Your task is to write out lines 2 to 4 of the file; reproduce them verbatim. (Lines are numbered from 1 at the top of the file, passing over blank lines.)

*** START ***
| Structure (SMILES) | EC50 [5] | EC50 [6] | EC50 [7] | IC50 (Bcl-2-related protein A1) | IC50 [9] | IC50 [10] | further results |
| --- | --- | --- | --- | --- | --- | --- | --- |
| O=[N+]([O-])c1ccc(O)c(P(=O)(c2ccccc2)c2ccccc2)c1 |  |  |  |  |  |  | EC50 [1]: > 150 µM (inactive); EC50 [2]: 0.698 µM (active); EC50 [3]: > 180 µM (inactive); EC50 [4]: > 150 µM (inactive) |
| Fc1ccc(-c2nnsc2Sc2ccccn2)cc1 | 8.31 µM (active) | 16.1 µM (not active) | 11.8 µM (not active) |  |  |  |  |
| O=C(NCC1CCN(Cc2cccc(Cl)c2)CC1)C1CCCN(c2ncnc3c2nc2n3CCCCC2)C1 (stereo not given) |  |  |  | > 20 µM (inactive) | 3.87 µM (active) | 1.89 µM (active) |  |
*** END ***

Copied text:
| --- | --- | --- | --- | --- | --- | --- | --- |
| O=[N+]([O-])c1ccc(O)c(P(=O)(c2ccccc2)c2ccccc2)c1 |  |  |  |  |  |  | EC50 [1]: > 150 µM (inactive); EC50 [2]: 0.698 µM (active); EC50 [3]: > 180 µM (inactive); EC50 [4]: > 150 µM (inactive) |
| Fc1ccc(-c2nnsc2Sc2ccccn2)cc1 | 8.31 µM (active) | 16.1 µM (not active) | 11.8 µM (not active) |  |  |  |  |